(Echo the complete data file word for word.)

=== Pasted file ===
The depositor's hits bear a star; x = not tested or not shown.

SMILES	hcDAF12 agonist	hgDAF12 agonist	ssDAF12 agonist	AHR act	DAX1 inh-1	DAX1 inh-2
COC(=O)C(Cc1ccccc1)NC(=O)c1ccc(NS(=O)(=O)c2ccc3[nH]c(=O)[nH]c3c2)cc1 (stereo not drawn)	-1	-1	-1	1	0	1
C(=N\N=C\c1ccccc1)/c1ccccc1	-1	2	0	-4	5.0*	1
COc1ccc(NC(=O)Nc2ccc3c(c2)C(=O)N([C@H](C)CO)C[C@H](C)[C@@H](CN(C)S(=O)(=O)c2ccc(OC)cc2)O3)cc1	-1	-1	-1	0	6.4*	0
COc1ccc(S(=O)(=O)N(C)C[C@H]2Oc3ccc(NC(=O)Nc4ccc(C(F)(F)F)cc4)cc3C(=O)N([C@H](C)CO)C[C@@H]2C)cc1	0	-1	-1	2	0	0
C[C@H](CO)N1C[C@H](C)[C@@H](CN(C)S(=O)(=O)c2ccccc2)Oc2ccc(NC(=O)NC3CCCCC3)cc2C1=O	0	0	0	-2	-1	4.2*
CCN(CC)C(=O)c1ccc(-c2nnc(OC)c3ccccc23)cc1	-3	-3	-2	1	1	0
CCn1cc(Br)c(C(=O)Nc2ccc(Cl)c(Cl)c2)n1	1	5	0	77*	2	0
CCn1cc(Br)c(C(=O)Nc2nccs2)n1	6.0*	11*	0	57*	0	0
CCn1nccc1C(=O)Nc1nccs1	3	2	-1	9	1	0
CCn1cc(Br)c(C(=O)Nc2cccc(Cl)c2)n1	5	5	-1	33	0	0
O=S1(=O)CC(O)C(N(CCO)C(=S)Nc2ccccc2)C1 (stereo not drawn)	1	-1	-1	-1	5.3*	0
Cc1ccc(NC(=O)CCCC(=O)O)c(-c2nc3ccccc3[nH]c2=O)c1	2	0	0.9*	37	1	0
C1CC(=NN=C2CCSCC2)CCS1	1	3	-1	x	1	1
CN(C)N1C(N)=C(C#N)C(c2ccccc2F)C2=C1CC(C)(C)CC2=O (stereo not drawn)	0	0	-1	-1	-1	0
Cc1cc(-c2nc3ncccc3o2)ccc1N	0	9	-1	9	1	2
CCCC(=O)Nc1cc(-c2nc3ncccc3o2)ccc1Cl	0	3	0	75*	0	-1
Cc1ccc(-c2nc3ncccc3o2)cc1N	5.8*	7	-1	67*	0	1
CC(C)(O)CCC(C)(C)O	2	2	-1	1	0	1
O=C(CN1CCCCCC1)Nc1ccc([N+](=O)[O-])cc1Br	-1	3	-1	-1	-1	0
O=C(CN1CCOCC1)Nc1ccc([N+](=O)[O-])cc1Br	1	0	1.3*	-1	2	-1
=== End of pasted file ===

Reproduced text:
The depositor's hits bear a star; x = not tested or not shown.

SMILES	hcDAF12 agonist	hgDAF12 agonist	ssDAF12 agonist	AHR act	DAX1 inh-1	DAX1 inh-2
COC(=O)C(Cc1ccccc1)NC(=O)c1ccc(NS(=O)(=O)c2ccc3[nH]c(=O)[nH]c3c2)cc1 (stereo not drawn)	-1	-1	-1	1	0	1
C(=N\N=C\c1ccccc1)/c1ccccc1	-1	2	0	-4	5.0*	1
COc1ccc(NC(=O)Nc2ccc3c(c2)C(=O)N([C@H](C)CO)C[C@H](C)[C@@H](CN(C)S(=O)(=O)c2ccc(OC)cc2)O3)cc1	-1	-1	-1	0	6.4*	0
COc1ccc(S(=O)(=O)N(C)C[C@H]2Oc3ccc(NC(=O)Nc4ccc(C(F)(F)F)cc4)cc3C(=O)N([C@H](C)CO)C[C@@H]2C)cc1	0	-1	-1	2	0	0
C[C@H](CO)N1C[C@H](C)[C@@H](CN(C)S(=O)(=O)c2ccccc2)Oc2ccc(NC(=O)NC3CCCCC3)cc2C1=O	0	0	0	-2	-1	4.2*
CCN(CC)C(=O)c1ccc(-c2nnc(OC)c3ccccc23)cc1	-3	-3	-2	1	1	0
CCn1cc(Br)c(C(=O)Nc2ccc(Cl)c(Cl)c2)n1	1	5	0	77*	2	0
CCn1cc(Br)c(C(=O)Nc2nccs2)n1	6.0*	11*	0	57*	0	0
CCn1nccc1C(=O)Nc1nccs1	3	2	-1	9	1	0
CCn1cc(Br)c(C(=O)Nc2cccc(Cl)c2)n1	5	5	-1	33	0	0
O=S1(=O)CC(O)C(N(CCO)C(=S)Nc2ccccc2)C1 (stereo not drawn)	1	-1	-1	-1	5.3*	0
Cc1ccc(NC(=O)CCCC(=O)O)c(-c2nc3ccccc3[nH]c2=O)c1	2	0	0.9*	37	1	0
C1CC(=NN=C2CCSCC2)CCS1	1	3	-1	x	1	1
CN(C)N1C(N)=C(C#N)C(c2ccccc2F)C2=C1CC(C)(C)CC2=O (stereo not drawn)	0	0	-1	-1	-1	0
Cc1cc(-c2nc3ncccc3o2)ccc1N	0	9	-1	9	1	2
CCCC(=O)Nc1cc(-c2nc3ncccc3o2)ccc1Cl	0	3	0	75*	0	-1
Cc1ccc(-c2nc3ncccc3o2)cc1N	5.8*	7	-1	67*	0	1
CC(C)(O)CCC(C)(C)O	2	2	-1	1	0	1
O=C(CN1CCCCCC1)Nc1ccc([N+](=O)[O-])cc1Br	-1	3	-1	-1	-1	0
O=C(CN1CCOCC1)Nc1ccc([N+](=O)[O-])cc1Br	1	0	1.3*	-1	2	-1